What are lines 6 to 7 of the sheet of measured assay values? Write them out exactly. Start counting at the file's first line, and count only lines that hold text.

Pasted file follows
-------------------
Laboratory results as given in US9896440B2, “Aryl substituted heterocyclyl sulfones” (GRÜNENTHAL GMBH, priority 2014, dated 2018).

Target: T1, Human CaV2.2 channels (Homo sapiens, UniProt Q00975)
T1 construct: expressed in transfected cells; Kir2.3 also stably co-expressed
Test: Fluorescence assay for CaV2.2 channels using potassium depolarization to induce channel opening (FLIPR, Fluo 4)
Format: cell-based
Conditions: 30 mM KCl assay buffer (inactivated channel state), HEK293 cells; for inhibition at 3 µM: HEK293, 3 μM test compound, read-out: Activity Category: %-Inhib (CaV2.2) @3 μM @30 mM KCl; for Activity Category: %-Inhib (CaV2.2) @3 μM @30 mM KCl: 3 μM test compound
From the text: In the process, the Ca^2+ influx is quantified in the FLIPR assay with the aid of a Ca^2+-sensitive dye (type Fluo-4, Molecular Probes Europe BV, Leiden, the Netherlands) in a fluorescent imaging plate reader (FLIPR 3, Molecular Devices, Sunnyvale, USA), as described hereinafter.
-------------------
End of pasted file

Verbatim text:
Conditions: 30 mM KCl assay buffer (inactivated channel state), HEK293 cells; for inhibition at 3 µM: HEK293, 3 μM test compound, read-out: Activity Category: %-Inhib (CaV2.2) @3 μM @30 mM KCl; for Activity Category: %-Inhib (CaV2.2) @3 μM @30 mM KCl: 3 μM test compound
From the text: In the process, the Ca^2+ influx is quantified in the FLIPR assay with the aid of a Ca^2+-sensitive dye (type Fluo-4, Molecular Probes Europe BV, Leiden, the Netherlands) in a fluorescent imaging plate reader (FLIPR 3, Molecular Devices, Sunnyvale, USA), as described hereinafter.